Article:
Abu Hamza pleads not guilty on US terrorism charges
British radical Islamic preacher Abu Hamza pleaded not guilty in a US court on Tuesday to 11 terrorism charges, including conspiring to set up an al-Qaeda-style training camp on American soil.
The one-eyed, handless 54-year-old appeared in Manhattan federal court without his trademark prosthetic hook that he wears on one arm and which was removed by US authorities after he was extradited from Britain last week.
The Egyptian-born cleric is being prosecuted under his birth name Mustafa Kamel Mustafa, though he is better known in radical circles as Abu Hamza Al-Masri, a former preacher at mosques in Britain.
Asked by Judge Katherine Forrest to confirm he wanted to plead not guilty to the charges, the grey-bearded defendant replied quietly: “Yes, your honour.”
It was his only statement during his hearing, at which he wore a blue prison smock.
Forrest set August 26 next year as the trial date and remanded Abu Hamza in custody in the maximum security detention centre attached to the downtown New York courthouse.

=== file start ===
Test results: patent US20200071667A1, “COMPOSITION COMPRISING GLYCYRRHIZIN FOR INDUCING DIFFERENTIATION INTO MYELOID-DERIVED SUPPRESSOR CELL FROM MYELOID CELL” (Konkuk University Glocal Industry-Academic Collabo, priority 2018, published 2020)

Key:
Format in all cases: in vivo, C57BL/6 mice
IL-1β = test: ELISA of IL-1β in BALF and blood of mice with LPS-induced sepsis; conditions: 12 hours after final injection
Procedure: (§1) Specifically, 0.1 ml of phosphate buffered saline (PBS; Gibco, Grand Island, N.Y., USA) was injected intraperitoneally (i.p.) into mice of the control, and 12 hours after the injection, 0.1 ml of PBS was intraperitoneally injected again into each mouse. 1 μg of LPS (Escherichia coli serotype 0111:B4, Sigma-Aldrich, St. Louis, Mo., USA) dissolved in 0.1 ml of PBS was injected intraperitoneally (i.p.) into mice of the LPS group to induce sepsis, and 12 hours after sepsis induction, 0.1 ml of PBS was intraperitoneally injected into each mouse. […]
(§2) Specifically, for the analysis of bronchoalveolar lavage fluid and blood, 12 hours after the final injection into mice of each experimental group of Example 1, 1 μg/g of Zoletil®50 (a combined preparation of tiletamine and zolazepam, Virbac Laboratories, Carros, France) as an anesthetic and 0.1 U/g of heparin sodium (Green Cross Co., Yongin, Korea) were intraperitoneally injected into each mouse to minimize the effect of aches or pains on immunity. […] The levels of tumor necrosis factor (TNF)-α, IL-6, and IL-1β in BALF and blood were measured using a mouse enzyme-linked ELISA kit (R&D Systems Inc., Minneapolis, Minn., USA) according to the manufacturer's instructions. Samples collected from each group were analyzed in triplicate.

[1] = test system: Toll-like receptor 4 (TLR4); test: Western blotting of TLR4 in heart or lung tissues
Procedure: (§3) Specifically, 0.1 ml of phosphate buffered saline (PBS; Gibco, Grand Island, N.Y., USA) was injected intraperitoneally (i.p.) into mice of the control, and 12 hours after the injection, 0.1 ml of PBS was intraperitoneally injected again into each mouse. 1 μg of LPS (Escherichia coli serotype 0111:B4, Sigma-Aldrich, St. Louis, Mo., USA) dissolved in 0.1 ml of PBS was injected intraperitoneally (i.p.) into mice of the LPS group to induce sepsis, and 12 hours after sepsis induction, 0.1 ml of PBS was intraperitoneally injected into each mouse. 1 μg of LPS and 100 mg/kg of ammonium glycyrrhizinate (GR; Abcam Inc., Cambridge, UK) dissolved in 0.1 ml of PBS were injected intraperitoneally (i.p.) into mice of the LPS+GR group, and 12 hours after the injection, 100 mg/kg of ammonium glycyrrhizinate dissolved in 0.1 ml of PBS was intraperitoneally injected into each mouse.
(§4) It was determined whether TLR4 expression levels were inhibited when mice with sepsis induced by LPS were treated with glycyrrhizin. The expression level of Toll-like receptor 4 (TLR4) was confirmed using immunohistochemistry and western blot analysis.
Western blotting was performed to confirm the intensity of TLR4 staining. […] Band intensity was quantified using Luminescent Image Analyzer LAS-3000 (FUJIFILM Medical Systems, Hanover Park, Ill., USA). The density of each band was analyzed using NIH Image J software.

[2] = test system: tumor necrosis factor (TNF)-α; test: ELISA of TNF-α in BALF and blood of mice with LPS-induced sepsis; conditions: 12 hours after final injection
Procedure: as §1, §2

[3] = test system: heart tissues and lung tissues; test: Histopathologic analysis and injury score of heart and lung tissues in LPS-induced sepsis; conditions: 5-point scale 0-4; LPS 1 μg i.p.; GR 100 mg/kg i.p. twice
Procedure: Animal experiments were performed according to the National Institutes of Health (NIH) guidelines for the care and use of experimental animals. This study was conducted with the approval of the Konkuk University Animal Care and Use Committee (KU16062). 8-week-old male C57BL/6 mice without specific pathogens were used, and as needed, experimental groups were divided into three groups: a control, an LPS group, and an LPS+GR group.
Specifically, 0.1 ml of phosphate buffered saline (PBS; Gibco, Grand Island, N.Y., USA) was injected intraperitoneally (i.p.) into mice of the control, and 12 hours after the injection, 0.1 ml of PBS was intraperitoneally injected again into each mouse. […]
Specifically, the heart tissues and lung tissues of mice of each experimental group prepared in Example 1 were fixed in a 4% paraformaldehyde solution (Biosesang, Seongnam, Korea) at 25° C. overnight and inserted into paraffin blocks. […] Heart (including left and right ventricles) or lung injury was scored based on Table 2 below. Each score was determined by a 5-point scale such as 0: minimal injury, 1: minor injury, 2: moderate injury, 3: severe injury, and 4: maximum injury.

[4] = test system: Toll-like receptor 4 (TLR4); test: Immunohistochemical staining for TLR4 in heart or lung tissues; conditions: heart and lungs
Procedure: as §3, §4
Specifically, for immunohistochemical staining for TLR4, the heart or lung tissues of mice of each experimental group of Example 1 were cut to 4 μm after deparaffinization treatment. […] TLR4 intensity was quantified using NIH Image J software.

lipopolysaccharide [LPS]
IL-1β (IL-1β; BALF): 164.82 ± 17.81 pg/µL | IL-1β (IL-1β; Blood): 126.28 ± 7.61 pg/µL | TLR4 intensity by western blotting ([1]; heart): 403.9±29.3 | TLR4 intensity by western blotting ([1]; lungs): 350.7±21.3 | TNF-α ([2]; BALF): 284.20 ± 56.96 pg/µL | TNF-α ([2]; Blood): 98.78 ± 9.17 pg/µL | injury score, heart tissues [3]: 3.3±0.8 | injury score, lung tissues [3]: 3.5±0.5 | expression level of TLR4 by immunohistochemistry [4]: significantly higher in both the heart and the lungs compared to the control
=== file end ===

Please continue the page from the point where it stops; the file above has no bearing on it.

Also on Tuesday, two other men extradited along with Abu Hamza from Britain appeared before a different judge in the same courthouse.
Khaled al-Fawwaz and Adel Abdul Bary, charged with participating in the bloody 1998 bombings of US embassies in Tanzania and Kenya, will go to trial October 7, next year.
The trial of Abu Hamza, who allegedly tried to establish a militant training camp in the northwestern US state of Oregon and abducted tourists in Yemen, is expected to take six to eight weeks, prosecutors said.
Prosecutors said they will soon provide a mountain of evidence, some of it classified, for review by Abu Hamza’s court-appointed defence lawyer, Jeremy Schneider.
This includes 8,500 pages of everything from statements by the defendant to the results of searches of his controversial mosque in Finsbury Park, London.
Another four hard drives and 24 DVDs containing documents and videos will also be submitted.
More immediately, Abu Hamza is keen to recover his prosthetic hands.
Schneider said he had use of them part of the day, “but not enough.”
“As you can imagine, he is not happy,” Schneider said. “He is having a hard time.”